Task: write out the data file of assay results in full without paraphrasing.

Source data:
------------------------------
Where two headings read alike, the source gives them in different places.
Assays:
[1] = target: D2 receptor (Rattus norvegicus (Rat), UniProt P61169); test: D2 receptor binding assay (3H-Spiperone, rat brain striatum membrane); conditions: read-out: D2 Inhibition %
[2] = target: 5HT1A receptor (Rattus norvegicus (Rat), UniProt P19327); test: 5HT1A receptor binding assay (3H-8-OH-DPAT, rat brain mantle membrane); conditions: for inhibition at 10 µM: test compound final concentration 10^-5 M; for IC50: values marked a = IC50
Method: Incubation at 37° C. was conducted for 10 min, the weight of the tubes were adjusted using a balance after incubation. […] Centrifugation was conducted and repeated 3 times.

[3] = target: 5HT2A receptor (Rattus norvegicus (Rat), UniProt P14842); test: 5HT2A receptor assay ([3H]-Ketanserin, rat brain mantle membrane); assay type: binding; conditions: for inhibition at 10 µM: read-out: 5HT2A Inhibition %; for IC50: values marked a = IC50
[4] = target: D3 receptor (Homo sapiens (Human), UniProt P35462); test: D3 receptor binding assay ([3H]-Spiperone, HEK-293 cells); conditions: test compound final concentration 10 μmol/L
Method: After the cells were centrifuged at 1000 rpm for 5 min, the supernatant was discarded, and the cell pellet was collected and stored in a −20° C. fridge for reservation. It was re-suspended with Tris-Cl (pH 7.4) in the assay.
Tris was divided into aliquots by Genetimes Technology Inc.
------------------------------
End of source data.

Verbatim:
Where two headings read alike, the source gives them in different places.
Assays:
[1] = target: D2 receptor (Rattus norvegicus (Rat), UniProt P61169); test: D2 receptor binding assay (3H-Spiperone, rat brain striatum membrane); conditions: read-out: D2 Inhibition %
[2] = target: 5HT1A receptor (Rattus norvegicus (Rat), UniProt P19327); test: 5HT1A receptor binding assay (3H-8-OH-DPAT, rat brain mantle membrane); conditions: for inhibition at 10 µM: test compound final concentration 10^-5 M; for IC50: values marked a = IC50
Method: Incubation at 37° C. was conducted for 10 min, the weight of the tubes were adjusted using a balance after incubation. […] Centrifugation was conducted and repeated 3 times.

[3] = target: 5HT2A receptor (Rattus norvegicus (Rat), UniProt P14842); test: 5HT2A receptor assay ([3H]-Ketanserin, rat brain mantle membrane); assay type: binding; conditions: for inhibition at 10 µM: read-out: 5HT2A Inhibition %; for IC50: values marked a = IC50
[4] = target: D3 receptor (Homo sapiens (Human), UniProt P35462); test: D3 receptor binding assay ([3H]-Spiperone, HEK-293 cells); conditions: test compound final concentration 10 μmol/L
Method: After the cells were centrifuged at 1000 rpm for 5 min, the supernatant was discarded, and the cell pellet was collected and stored in a −20° C. fridge for reservation. It was re-suspended with Tris-Cl (pH 7.4) in the assay.
Tris was divided into aliquots by Genetimes Technology Inc.